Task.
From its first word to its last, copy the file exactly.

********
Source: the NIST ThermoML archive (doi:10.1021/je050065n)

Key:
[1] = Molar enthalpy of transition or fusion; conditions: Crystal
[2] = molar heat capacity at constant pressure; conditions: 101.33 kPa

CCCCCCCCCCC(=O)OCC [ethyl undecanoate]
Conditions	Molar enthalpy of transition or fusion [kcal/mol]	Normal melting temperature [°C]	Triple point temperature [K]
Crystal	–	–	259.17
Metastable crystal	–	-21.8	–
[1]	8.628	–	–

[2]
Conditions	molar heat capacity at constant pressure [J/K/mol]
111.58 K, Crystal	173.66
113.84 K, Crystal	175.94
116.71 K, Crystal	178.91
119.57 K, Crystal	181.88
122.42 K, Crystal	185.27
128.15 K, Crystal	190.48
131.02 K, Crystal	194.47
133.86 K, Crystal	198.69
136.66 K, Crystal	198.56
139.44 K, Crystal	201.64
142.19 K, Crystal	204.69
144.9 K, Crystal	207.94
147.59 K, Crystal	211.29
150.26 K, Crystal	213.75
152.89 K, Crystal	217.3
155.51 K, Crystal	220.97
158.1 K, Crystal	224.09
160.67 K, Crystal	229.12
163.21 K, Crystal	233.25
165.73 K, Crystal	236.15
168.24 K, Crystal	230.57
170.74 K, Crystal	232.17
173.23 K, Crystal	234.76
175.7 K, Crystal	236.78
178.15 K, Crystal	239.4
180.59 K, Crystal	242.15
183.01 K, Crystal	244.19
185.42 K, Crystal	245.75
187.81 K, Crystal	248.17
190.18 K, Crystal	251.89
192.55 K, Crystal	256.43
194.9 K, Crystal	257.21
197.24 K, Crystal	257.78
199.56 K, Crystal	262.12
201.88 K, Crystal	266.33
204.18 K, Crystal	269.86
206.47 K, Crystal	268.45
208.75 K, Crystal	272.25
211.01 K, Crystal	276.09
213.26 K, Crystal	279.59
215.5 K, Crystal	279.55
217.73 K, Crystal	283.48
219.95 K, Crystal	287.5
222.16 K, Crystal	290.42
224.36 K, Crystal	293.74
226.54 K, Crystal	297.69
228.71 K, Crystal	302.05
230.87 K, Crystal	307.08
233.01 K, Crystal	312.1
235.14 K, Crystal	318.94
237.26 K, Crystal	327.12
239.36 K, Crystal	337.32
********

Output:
Source: the NIST ThermoML archive (doi:10.1021/je050065n)

Key:
[1] = Molar enthalpy of transition or fusion; conditions: Crystal
[2] = molar heat capacity at constant pressure; conditions: 101.33 kPa

CCCCCCCCCCC(=O)OCC [ethyl undecanoate]
Conditions	Molar enthalpy of transition or fusion [kcal/mol]	Normal melting temperature [°C]	Triple point temperature [K]
Crystal	–	–	259.17
Metastable crystal	–	-21.8	–
[1]	8.628	–	–

[2]
Conditions	molar heat capacity at constant pressure [J/K/mol]
111.58 K, Crystal	173.66
113.84 K, Crystal	175.94
116.71 K, Crystal	178.91
119.57 K, Crystal	181.88
122.42 K, Crystal	185.27
128.15 K, Crystal	190.48
131.02 K, Crystal	194.47
133.86 K, Crystal	198.69
136.66 K, Crystal	198.56
139.44 K, Crystal	201.64
142.19 K, Crystal	204.69
144.9 K, Crystal	207.94
147.59 K, Crystal	211.29
150.26 K, Crystal	213.75
152.89 K, Crystal	217.3
155.51 K, Crystal	220.97
158.1 K, Crystal	224.09
160.67 K, Crystal	229.12
163.21 K, Crystal	233.25
165.73 K, Crystal	236.15
168.24 K, Crystal	230.57
170.74 K, Crystal	232.17
173.23 K, Crystal	234.76
175.7 K, Crystal	236.78
178.15 K, Crystal	239.4
180.59 K, Crystal	242.15
183.01 K, Crystal	244.19
185.42 K, Crystal	245.75
187.81 K, Crystal	248.17
190.18 K, Crystal	251.89
192.55 K, Crystal	256.43
194.9 K, Crystal	257.21
197.24 K, Crystal	257.78
199.56 K, Crystal	262.12
201.88 K, Crystal	266.33
204.18 K, Crystal	269.86
206.47 K, Crystal	268.45
208.75 K, Crystal	272.25
211.01 K, Crystal	276.09
213.26 K, Crystal	279.59
215.5 K, Crystal	279.55
217.73 K, Crystal	283.48
219.95 K, Crystal	287.5
222.16 K, Crystal	290.42
224.36 K, Crystal	293.74
226.54 K, Crystal	297.69
228.71 K, Crystal	302.05
230.87 K, Crystal	307.08
233.01 K, Crystal	312.1
235.14 K, Crystal	318.94
237.26 K, Crystal	327.12
239.36 K, Crystal	337.32